The Crimson Dirks, V9

Author (in-game): Gathers-the-Coin

Tyra had forgotten which heist was her favorite. Perhaps it was the time they stole a wagon’s worth of silks from the desert palaces of Dune. Maybe it was when they burrowed a tunnel into the warehouse of the East Empire Company, siphoning crate after crate while the wardens stood mindlessly at the door. Or it could be she preferred the more violent raids, like the sacking of the Argonian supply caravans, or the attacks on cargo ships leaving the Imperial City waterfront.

Or perhaps if she looked back far enough, her fondest memories would find her in the streets of Balmora, robbing travelers at knifepoint. For some reason it was this version of her, this long forgotten stranger, that seemed the most vivid now. Gone was the refined, thoughtful countenance of a leader, and in its place a hungry, ash-hewn child who had far more courage than sense. And if she closed her eyes, she could still feel the smooth, polished surface of the ruby the noble dropped in her palm, and how it felt like nothing of this world.

Yet it was not the price or the feel, but the color of the ruby that she remembered most; the blades of crimson burned into the glass, like the fire of the Red Mountain.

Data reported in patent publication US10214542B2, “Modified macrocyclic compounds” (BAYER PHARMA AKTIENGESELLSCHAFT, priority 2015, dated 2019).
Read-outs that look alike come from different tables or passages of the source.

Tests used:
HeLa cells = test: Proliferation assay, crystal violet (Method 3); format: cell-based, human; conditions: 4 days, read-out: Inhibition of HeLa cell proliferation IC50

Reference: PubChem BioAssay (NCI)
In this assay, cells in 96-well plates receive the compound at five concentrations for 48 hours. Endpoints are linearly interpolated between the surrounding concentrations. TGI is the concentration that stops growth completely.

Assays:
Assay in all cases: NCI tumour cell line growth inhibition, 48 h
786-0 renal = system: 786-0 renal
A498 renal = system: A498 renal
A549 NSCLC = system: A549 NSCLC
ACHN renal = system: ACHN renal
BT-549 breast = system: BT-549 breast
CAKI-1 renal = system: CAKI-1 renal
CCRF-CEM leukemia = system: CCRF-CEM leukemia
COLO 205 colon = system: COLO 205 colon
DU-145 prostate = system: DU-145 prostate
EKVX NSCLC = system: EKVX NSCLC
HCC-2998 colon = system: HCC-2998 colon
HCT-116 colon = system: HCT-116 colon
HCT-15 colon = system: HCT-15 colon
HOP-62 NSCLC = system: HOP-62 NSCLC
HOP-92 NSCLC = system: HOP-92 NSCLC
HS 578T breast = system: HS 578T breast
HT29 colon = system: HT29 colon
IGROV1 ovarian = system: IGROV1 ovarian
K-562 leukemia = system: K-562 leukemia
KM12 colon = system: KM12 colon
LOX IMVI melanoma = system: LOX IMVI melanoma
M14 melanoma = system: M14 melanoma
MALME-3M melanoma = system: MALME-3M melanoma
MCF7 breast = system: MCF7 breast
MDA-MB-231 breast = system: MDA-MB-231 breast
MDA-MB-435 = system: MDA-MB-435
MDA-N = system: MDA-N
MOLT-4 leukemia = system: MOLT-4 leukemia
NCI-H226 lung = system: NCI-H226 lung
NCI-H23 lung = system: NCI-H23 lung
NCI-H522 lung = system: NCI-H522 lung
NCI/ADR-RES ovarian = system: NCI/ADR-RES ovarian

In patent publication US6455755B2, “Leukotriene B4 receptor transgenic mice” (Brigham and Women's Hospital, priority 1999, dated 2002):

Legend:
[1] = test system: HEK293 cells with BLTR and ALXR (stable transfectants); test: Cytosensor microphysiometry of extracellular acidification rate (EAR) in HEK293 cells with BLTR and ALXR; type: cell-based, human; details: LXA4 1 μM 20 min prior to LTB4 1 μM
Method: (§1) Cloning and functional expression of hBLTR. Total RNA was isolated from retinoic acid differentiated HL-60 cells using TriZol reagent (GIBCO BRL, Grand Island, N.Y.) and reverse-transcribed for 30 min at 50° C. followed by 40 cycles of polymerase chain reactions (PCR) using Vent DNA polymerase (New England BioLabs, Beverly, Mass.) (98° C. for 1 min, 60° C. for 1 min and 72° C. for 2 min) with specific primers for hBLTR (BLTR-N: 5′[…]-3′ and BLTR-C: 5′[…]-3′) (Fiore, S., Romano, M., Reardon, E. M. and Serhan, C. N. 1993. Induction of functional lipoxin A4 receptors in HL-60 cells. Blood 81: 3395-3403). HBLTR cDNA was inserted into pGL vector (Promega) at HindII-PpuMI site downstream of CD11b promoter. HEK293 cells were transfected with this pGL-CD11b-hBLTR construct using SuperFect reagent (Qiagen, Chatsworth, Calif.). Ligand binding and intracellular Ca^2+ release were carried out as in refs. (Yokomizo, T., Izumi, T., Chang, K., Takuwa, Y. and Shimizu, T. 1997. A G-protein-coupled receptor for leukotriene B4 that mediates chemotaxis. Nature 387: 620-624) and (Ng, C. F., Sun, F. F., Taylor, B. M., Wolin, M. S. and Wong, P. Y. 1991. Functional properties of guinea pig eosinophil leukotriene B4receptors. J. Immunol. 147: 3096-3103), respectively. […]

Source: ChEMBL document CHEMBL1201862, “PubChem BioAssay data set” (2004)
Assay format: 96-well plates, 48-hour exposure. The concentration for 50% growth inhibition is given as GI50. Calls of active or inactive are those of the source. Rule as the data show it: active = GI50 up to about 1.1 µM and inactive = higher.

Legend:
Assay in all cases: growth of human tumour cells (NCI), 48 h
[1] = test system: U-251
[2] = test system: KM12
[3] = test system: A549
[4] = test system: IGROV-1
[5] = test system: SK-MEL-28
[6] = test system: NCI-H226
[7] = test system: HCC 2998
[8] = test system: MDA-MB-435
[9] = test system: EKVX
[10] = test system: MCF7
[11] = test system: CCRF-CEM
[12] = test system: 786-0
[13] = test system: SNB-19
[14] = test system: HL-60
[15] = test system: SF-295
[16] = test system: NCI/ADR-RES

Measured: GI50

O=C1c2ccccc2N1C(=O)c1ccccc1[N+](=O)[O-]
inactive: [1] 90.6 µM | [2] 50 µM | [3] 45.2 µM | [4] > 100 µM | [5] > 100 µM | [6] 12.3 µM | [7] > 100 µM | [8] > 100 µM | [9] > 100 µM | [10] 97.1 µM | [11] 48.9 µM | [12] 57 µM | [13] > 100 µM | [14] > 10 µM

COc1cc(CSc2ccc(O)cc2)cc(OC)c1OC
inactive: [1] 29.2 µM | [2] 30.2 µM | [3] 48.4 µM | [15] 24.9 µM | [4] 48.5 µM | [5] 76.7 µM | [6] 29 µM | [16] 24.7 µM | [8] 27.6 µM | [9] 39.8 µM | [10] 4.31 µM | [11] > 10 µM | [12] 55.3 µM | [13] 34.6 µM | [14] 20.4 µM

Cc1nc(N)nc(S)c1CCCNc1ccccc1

“Why do you think it is,” she asked Aesrael, “that our thoughts turn to the past when are lives are so close to death?”

“I suppose because it’s pointless for a dead man to look forward,” replied the bandit, his Altmer frame filling the breadth of her doorway, “but I take it you didn’t summon me to talk about old times.”

“Ehlhiel says the city guard knows about the hideout. They plan to raid the place in three days.”

“So they will,” Aesrael replied, his face unflinching, “What of the spoils?”

“We can’t take it with us,” Tyra lamented, “but I’ll be damned if I let them have it. We give what we can to the beggars, and toss the rest into the bay before we leave.”

“As you wish,” said the High Elf, “and where will you go?”

“Our best chance is north,” Tyra said, tracing her dagger up the map, “The Jarls are fractured. It’s only a matter of time before the whole province is at war. But we’ll have to move in small groups, and find our own way once we cross the border. No contact.”

Tyra knew Aesrael would take to the news better than the rest. While Bjormund, Skjol, and Peladius were the muscle, they always made an effort to bond with the group. The High Elf, on the other hand, never felt at ease with the other bandits. If this were any other business, perhaps she would’ve tried to reach him, but tenderness was not a virtue for killers and thieves.

Aesrael nodded and took his leave, leaving Tyra alone in the quiet. If this exchange taught her anything, she still needed a moment before telling the others. She had always been an expert at masking her emotions, but the sadness wore plainly on her face. Perhaps this situation called for that girl from Balmora, and not the weary woman who sat in her stead.

Steeling herself, Tyra placed the dirk and the ruby in her pouch and stepped away from the map. They would head for the border tomorrow, leaving behind much of their past, but the future still unwritten.

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